The skirting board may be square or plain, ornamented by a bead or moulding stuck upon it (Fig. 160), or by a detached moulding (Fig. 163) it may be sunk to form a double plinth similar to that in Fig. 161. The skirting may be plugged close up to the wall, or fixed to grounds.
These grounds are rough battens nailed to plugs in the wall, and they should be dovetailed at the angles. A narrow horizontal ground, plugged to the wall, runs close behind the top of the skirting; and, if the latter is wide, blocks, placed about 9 inches apart, extend from the floor to this horizontal ground. Such a skirting is seen in Fig. 160, and another in Fig. 162, where it forms the base of a "dado;" a portion of the skirting is stripped off in order to show two of the blocks supporting it.
The lower edge of the skirting is sometimes housed into the floor, as in Fig. 161, or tongued, as shown in Fig. 163 ; or it may rest upon it, as in Fig. 160; in either case a fillet, /, may be added to cover the joint at the back, though this is not absolutely necessary when it is let into the Scale, floor. To save material the fillet may be splayed, i.e. made of triangular section (Fig. 160).
1 Sc. Base, if mouldings are run upon it.
,. Baseplats, , „ separate.
When the floor is uneven the lower edge of the skirting must be scribed to fit it - that is, a line is drawn upon it parallel to all the irregularities of the surface of the floor, and the lower side of the skirting is cut to this line.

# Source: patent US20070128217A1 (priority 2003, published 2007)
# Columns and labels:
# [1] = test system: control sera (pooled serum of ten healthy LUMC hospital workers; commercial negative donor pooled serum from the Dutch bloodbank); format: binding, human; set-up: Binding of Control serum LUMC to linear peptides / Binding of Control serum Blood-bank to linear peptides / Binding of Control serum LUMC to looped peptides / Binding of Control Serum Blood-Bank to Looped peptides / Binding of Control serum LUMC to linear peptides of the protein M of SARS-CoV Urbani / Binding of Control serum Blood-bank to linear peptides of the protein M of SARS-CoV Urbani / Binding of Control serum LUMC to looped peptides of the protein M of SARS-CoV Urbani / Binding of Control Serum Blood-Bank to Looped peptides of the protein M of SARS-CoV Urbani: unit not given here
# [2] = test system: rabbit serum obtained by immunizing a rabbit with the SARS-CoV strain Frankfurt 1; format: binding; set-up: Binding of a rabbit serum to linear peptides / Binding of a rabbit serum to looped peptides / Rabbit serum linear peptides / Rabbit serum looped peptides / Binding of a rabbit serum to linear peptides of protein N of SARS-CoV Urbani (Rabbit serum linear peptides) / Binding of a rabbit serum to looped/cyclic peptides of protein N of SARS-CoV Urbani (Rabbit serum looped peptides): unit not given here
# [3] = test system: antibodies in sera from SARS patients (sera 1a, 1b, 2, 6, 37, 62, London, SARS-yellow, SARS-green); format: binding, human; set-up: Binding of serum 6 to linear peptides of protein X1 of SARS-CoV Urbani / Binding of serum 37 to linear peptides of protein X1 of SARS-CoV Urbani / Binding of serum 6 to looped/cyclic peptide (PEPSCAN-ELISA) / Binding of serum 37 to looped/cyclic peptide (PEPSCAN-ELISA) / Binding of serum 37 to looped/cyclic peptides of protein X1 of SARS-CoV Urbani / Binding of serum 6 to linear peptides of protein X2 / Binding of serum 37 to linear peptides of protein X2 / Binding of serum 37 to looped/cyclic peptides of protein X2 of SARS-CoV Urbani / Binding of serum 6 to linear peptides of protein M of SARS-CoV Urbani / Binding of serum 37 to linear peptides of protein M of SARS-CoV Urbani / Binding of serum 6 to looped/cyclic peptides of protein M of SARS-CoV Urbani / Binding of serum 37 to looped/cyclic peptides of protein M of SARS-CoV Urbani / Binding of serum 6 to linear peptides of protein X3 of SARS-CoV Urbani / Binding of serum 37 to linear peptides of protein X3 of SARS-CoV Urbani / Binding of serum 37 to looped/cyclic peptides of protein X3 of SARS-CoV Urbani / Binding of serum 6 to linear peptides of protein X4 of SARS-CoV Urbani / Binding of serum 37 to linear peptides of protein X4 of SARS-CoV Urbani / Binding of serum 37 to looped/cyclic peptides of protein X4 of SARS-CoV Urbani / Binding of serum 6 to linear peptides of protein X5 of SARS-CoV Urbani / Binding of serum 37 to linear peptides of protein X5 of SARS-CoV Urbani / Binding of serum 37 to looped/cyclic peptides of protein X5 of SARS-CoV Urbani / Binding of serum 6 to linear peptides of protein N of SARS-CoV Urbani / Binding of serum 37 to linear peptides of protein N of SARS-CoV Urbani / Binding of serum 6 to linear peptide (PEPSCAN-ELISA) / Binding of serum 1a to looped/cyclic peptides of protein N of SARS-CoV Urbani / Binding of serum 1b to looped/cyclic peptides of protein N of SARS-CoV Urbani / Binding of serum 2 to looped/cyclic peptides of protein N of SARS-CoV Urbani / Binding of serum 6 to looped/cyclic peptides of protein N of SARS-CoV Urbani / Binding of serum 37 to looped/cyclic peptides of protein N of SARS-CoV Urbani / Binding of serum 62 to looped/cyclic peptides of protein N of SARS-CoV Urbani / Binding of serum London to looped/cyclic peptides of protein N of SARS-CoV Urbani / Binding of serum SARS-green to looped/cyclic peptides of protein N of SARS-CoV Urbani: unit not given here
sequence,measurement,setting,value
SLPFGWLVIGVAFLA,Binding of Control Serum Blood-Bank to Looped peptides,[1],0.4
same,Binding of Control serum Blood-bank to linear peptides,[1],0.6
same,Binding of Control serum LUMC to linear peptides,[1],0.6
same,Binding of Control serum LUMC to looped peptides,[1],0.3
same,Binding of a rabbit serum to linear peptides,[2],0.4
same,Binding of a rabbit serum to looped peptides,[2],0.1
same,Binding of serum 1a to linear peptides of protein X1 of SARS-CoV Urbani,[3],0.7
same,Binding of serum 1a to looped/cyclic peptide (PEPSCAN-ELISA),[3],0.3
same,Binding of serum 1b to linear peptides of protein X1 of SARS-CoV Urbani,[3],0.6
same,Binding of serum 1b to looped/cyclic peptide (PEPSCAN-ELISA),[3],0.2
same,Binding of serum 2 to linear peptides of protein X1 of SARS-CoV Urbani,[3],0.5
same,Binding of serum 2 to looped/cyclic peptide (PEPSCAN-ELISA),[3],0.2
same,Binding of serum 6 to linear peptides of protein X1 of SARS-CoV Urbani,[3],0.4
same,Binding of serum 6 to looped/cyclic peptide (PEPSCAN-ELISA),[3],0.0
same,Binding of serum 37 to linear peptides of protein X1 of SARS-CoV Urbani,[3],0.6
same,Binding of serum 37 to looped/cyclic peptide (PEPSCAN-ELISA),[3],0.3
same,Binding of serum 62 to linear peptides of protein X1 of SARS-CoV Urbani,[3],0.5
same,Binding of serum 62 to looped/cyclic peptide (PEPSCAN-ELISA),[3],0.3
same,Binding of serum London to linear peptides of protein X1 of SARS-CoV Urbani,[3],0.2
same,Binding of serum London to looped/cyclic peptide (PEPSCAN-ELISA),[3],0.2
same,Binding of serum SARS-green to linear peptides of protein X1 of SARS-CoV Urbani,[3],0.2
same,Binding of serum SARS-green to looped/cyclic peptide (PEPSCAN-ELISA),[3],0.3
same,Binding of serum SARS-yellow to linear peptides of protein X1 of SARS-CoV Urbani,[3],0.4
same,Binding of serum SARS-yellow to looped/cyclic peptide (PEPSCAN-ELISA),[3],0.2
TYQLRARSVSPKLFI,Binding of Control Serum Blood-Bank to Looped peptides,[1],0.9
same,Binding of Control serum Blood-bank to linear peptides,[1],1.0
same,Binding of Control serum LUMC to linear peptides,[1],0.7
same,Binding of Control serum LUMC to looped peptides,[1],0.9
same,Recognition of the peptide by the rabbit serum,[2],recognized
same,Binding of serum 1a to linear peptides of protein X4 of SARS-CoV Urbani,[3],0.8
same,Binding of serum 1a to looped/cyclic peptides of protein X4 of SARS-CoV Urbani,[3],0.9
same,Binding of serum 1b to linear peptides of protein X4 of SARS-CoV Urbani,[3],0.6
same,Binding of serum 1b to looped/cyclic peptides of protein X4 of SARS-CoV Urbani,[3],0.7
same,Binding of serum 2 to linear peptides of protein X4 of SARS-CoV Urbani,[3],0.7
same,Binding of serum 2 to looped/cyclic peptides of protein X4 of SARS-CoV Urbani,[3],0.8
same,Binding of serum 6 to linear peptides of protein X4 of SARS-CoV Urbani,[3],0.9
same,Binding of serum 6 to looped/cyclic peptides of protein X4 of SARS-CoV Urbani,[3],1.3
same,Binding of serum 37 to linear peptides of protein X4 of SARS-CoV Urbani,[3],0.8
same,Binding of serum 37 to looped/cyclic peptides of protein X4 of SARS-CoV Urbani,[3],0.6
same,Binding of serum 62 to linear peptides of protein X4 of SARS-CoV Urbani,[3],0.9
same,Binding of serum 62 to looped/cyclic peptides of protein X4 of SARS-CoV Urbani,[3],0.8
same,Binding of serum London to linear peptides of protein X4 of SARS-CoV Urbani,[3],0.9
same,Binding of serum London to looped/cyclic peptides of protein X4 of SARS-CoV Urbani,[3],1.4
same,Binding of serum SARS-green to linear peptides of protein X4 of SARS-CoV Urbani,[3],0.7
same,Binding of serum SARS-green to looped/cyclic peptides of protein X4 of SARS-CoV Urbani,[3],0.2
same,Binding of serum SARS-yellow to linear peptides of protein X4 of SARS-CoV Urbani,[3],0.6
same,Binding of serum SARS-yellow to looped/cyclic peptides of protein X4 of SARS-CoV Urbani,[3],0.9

The skirting boards should be tongued (or dovetailed) at the internal angles of rooms and mitred, as shown in Fig. 142, at external angles, - in either case the top edge of the joint is mitred right through. The skirting boards should also be tongued wherever they are pieced in length.
The hollow behind the skirting harbours vermin, and the plastering should always be continued down to the floor so as to fill it up (Fig. 162).
The boards of skirtings, as in ail joiners' work, should be fixed so as to allow of contraction and expansion without splitting.
This may be done by fixing one side of the board, and tonguing and grooving the joint on the other edge.
Several examples of ordinary skirtings may be seen in the figures illustrating other parts of joiners' work, both in this volume and in Part I., some of which have just been referred to.
A Double Skirting consists of two skirtings, one above the other, as in Fig. 161. The width of both skirtings may be equal as in the illustration given. The lower one is sometimes wider than the other, or it may be narrower, according to taste.